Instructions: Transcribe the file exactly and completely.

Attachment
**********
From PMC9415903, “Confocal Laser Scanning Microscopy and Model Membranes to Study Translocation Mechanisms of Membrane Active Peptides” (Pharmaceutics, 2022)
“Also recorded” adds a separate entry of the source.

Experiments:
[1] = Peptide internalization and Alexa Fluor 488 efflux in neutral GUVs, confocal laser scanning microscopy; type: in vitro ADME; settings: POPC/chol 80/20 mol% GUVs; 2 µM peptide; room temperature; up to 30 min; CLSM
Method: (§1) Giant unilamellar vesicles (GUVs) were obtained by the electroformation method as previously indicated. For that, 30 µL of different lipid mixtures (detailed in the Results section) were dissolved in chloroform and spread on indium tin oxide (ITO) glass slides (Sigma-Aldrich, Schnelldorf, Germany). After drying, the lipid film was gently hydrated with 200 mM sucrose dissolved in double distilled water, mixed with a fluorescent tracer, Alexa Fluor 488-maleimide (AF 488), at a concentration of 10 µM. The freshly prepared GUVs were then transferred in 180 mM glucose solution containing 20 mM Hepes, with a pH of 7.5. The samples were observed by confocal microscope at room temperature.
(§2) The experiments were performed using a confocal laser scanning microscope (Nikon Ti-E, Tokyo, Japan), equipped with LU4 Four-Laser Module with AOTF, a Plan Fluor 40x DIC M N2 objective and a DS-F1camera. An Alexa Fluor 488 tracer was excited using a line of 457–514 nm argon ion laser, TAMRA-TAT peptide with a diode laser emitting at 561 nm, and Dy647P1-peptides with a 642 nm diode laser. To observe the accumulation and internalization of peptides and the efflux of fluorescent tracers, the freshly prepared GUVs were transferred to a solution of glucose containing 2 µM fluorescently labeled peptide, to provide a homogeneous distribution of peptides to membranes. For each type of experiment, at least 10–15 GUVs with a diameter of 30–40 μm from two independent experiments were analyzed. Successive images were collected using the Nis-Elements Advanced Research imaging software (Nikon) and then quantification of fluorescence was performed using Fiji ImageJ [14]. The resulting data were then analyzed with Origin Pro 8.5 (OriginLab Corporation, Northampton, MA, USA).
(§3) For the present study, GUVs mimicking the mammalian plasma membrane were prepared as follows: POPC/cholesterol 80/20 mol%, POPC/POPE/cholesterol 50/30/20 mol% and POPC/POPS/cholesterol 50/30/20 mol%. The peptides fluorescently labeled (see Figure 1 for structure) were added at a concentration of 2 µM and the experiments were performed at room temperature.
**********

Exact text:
From PMC9415903, “Confocal Laser Scanning Microscopy and Model Membranes to Study Translocation Mechanisms of Membrane Active Peptides” (Pharmaceutics, 2022)
“Also recorded” adds a separate entry of the source.

Experiments:
[1] = Peptide internalization and Alexa Fluor 488 efflux in neutral GUVs, confocal laser scanning microscopy; type: in vitro ADME; settings: POPC/chol 80/20 mol% GUVs; 2 µM peptide; room temperature; up to 30 min; CLSM
Method: (§1) Giant unilamellar vesicles (GUVs) were obtained by the electroformation method as previously indicated. For that, 30 µL of different lipid mixtures (detailed in the Results section) were dissolved in chloroform and spread on indium tin oxide (ITO) glass slides (Sigma-Aldrich, Schnelldorf, Germany). After drying, the lipid film was gently hydrated with 200 mM sucrose dissolved in double distilled water, mixed with a fluorescent tracer, Alexa Fluor 488-maleimide (AF 488), at a concentration of 10 µM. The freshly prepared GUVs were then transferred in 180 mM glucose solution containing 20 mM Hepes, with a pH of 7.5. The samples were observed by confocal microscope at room temperature.
(§2) The experiments were performed using a confocal laser scanning microscope (Nikon Ti-E, Tokyo, Japan), equipped with LU4 Four-Laser Module with AOTF, a Plan Fluor 40x DIC M N2 objective and a DS-F1camera. An Alexa Fluor 488 tracer was excited using a line of 457–514 nm argon ion laser, TAMRA-TAT peptide with a diode laser emitting at 561 nm, and Dy647P1-peptides with a 642 nm diode laser. To observe the accumulation and internalization of peptides and the efflux of fluorescent tracers, the freshly prepared GUVs were transferred to a solution of glucose containing 2 µM fluorescently labeled peptide, to provide a homogeneous distribution of peptides to membranes. For each type of experiment, at least 10–15 GUVs with a diameter of 30–40 μm from two independent experiments were analyzed. Successive images were collected using the Nis-Elements Advanced Research imaging software (Nikon) and then quantification of fluorescence was performed using Fiji ImageJ [14]. The resulting data were then analyzed with Origin Pro 8.5 (OriginLab Corporation, Northampton, MA, USA).
(§3) For the present study, GUVs mimicking the mammalian plasma membrane were prepared as follows: POPC/cholesterol 80/20 mol%, POPC/POPE/cholesterol 50/30/20 mol% and POPC/POPS/cholesterol 50/30/20 mol%. The peptides fluorescently labeled (see Figure 1 for structure) were added at a concentration of 2 µM and the experiments were performed at room temperature.